An Introduction to Junø

Nov 5, 2021 4 min read
An Introduction To Juno Network

A Quick Starter Guide To Understanding The Juno Chain And Using Osmosis LP Pools

Juno only recently launched its Mainnet, but ever since, the network has been rapidly expanding, developing and introducing new upgrades. The community has been hard at work with many governance proposals and ongoing testnets.  Hence, this article to dive into all things Juno and map out what makes this network so unique. Let’s have a look.

So, what is Juno? Juno Chain or Juno Network is an open-source platform for interoperable smart contracts that automatically executes, controls or documents a procedure of relevant events and actions according to the terms of such contract or agreement to be valid and therefore usable across multiple sovereign networks.

Juno is a Tendermint-based blockchain and connected to the Cosmos ecosystem via IBC, and serves as a decentralized, permissionless and censorship resistant avenue for developers to efficiently and securely launch smart contracts using proven frameworks and combine them in various languages. Moreover, contract modules that have been battle tested, such as CosmWasm, enable decentralized applications  to be established on robust and secure multichain smart contracts. Through on-chain governance, additional specialized modules can be introduced at any time.

Juno and CosmWasm

Interestingly, Juno is the neural home of CosmWasm smart contracts and the InterWasm DAO; the ecosystem pioneering the CosmWasm development and adoption. For those unfamiliar with CosmWasm, it is a smart contracting platform designed specifically for the cosmos ecosystem. CosmWasm is written in the form of a module that can be plugged into the Cosmos SDK. This means that anyone who is already developing a blockchain with the Cosmos SDK can quickly and easily add CosmWasm smart contracting support to their chain without modifying existing logic. A complete introduction to CosmWasm can be found here.

How do CosmWasm and Juno tie together? Juno offers the first public and permissionless network for interoperable smart contract deployment. This is done through a highly scalable and secure base layer utilizing the robust CosmWasm smart contract framework. With both the technologies combined, Juno can offer independent projects the option to deploy permissionless DApps and contracts. Furthermore, they also can communicate natively over IBC (Inter Blockchain Communication) with any network that supports the IBC protocol.

Juno Economics

Within the Juno ecosystem, like with many other PoS networks, there are three main stakeholders known as the validators, developers and delegators (you).

Genesis for Juno comes with the native network incentive structures which are pre-set, through proposals and votes, adjustments to the structure can be made. Voting rights are gained by holding $JUNO, the network's native asset. That said, the native asset is also employed to secure the network, or to transport fuel for all interoperable smart contracts deployed in the ecosystem, and as collateral in various smart contract use cases, and work to capture value from JUNO-powered DApps. Incentives are based on a pre-set game-theory model that was designed to strongly incentivize early adopters and gradually decreases as fees generated by peer-to-peer transactions and use of decentralized applications on Juno make up for the decrease over time. These protocol-based rewards are distributed across the active set of delegated stakes and validators. As illustrated on the Juno website, the token economics are as followed:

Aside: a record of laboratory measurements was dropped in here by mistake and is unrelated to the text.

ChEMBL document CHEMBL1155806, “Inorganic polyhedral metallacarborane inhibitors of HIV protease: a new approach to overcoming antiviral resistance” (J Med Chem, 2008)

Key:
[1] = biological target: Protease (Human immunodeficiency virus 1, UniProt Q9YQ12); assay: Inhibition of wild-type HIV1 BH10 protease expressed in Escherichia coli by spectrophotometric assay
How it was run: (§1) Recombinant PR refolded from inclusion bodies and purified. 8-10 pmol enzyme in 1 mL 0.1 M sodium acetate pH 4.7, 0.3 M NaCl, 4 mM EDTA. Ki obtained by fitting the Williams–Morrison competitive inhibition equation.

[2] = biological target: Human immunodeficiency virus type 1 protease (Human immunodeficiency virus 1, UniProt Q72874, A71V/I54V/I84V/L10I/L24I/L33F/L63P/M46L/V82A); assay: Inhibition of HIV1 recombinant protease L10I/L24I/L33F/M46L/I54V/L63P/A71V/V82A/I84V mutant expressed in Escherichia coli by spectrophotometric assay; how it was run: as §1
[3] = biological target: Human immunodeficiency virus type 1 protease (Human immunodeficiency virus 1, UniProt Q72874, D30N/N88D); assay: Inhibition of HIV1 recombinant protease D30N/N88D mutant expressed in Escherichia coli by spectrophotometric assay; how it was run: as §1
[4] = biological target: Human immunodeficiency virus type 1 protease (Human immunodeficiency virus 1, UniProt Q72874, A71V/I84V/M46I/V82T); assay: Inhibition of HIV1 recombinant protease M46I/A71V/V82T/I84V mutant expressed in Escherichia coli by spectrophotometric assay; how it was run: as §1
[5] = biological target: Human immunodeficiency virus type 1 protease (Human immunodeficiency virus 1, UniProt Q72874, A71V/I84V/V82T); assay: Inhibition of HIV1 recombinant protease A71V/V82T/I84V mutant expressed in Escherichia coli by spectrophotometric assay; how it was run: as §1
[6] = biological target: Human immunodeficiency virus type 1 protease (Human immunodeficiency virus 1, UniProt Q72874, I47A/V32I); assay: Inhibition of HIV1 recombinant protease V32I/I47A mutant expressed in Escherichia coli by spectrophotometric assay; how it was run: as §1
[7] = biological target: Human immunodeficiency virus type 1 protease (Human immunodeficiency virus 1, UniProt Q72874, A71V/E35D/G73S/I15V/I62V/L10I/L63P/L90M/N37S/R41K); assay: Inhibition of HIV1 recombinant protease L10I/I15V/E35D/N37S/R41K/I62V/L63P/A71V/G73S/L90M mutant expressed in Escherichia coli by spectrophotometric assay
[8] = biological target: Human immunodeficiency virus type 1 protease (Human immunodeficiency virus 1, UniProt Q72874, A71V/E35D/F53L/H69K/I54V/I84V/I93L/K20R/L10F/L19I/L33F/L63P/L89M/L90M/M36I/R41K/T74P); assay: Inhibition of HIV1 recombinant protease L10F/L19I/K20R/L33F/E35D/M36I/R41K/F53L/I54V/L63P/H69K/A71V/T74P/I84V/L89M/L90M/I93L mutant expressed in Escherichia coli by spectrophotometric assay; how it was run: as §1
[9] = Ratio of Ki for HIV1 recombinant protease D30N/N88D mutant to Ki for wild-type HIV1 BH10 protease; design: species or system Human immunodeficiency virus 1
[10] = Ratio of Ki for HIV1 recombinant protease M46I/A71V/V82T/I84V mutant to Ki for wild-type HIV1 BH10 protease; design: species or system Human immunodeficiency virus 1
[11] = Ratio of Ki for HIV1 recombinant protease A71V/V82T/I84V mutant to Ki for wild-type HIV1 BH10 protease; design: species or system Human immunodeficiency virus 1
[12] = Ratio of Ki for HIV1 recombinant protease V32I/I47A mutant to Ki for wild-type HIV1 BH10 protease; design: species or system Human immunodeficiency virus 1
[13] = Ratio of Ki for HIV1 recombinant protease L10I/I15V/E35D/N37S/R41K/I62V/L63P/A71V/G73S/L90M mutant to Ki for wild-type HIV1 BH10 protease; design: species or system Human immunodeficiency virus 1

• ✅ Circulating Supply: 33.036.534 $JUNO
  • ✅ Total Supply: 64.903.242 $JUNO‌
  • ✅ Maximum Supply (Reached in 12 years/year 2033): 185.562.268 $JUNO

It is possible to stake your $JUNO via Cosmostation or Keplr wallet, for which you can find a step-by-step tutorial here:

How To Claim Junø Stakedrop & Stake with Keplr Wallet
An in-depth guide to claiming $JUNO stakedrop and staking your Juno assets with Keplr Wallet.

It is also possible to swap or utilize Liquidity Pool staking for $JUNO via the Osmosis AMM.

To get started, please note that you will need to own $JUNO and you will need to have already set-up your Keplr Wallet Browser Extension (please see the “how to claim Juno and stake with Keplr Wallet'' article above if you need any guidance with that). Alternatively, if you don’t own any $JUNO it is possible to trade $ATOM for example on the Osmosis Zone trade tab (see image below).

Next, go to: and make sure your Keplr Extension is connected to the AMM. Juno should be added to your Keplr Wallet automatically by connecting to Osmosis.  

On the Osmosis dashboard, select “assets” on the left side menu.

Scroll down to $JUNO and select either deposit or withdraw. You can now carry out an IBC transaction. This will either send Juno or any other Cosmos SDK asset from your Keplr wallet to the AMM or withdraw from the AMM back to your Keplr wallet.

For more info on how to use the LP’s have a look at our Osmosis User Guide.

DISCLAIMER: This is not financial advice. Staking, delegation, and cryptocurrencies involve a high degree of risk, and there is always the possibility of loss, including the failure of all staked digital assets. Additionally, delegators are at risk of slashing in case of security or liveness faults on some protocols. We advise you to do your due diligence before choosing a validator.

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